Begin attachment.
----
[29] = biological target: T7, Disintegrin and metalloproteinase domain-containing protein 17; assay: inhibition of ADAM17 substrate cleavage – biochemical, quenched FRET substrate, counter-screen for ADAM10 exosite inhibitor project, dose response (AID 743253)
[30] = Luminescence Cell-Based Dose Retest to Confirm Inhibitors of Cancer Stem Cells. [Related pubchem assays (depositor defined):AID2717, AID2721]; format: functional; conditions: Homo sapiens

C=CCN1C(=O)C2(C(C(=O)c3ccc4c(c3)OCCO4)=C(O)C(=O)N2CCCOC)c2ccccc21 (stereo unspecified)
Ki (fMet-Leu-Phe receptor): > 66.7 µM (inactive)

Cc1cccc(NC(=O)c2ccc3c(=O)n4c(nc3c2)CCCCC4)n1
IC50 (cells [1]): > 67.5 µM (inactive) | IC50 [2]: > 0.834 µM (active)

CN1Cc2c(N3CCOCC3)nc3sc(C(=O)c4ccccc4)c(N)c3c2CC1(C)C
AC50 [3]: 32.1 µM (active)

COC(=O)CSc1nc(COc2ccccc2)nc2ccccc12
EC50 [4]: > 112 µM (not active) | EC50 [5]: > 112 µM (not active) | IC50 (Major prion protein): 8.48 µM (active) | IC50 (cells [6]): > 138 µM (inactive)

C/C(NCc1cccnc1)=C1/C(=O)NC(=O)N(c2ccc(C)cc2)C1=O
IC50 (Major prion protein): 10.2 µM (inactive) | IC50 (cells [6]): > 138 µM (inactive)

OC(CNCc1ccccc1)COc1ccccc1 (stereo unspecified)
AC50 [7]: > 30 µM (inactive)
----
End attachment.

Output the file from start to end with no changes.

[29] = biological target: T7, Disintegrin and metalloproteinase domain-containing protein 17; assay: inhibition of ADAM17 substrate cleavage – biochemical, quenched FRET substrate, counter-screen for ADAM10 exosite inhibitor project, dose response (AID 743253)
[30] = Luminescence Cell-Based Dose Retest to Confirm Inhibitors of Cancer Stem Cells. [Related pubchem assays (depositor defined):AID2717, AID2721]; format: functional; conditions: Homo sapiens

C=CCN1C(=O)C2(C(C(=O)c3ccc4c(c3)OCCO4)=C(O)C(=O)N2CCCOC)c2ccccc21 (stereo unspecified)
Ki (fMet-Leu-Phe receptor): > 66.7 µM (inactive)

Cc1cccc(NC(=O)c2ccc3c(=O)n4c(nc3c2)CCCCC4)n1
IC50 (cells [1]): > 67.5 µM (inactive) | IC50 [2]: > 0.834 µM (active)

CN1Cc2c(N3CCOCC3)nc3sc(C(=O)c4ccccc4)c(N)c3c2CC1(C)C
AC50 [3]: 32.1 µM (active)

COC(=O)CSc1nc(COc2ccccc2)nc2ccccc12
EC50 [4]: > 112 µM (not active) | EC50 [5]: > 112 µM (not active) | IC50 (Major prion protein): 8.48 µM (active) | IC50 (cells [6]): > 138 µM (inactive)

C/C(NCc1cccnc1)=C1/C(=O)NC(=O)N(c2ccc(C)cc2)C1=O
IC50 (Major prion protein): 10.2 µM (inactive) | IC50 (cells [6]): > 138 µM (inactive)

OC(CNCc1ccccc1)COc1ccccc1 (stereo unspecified)
AC50 [7]: > 30 µM (inactive)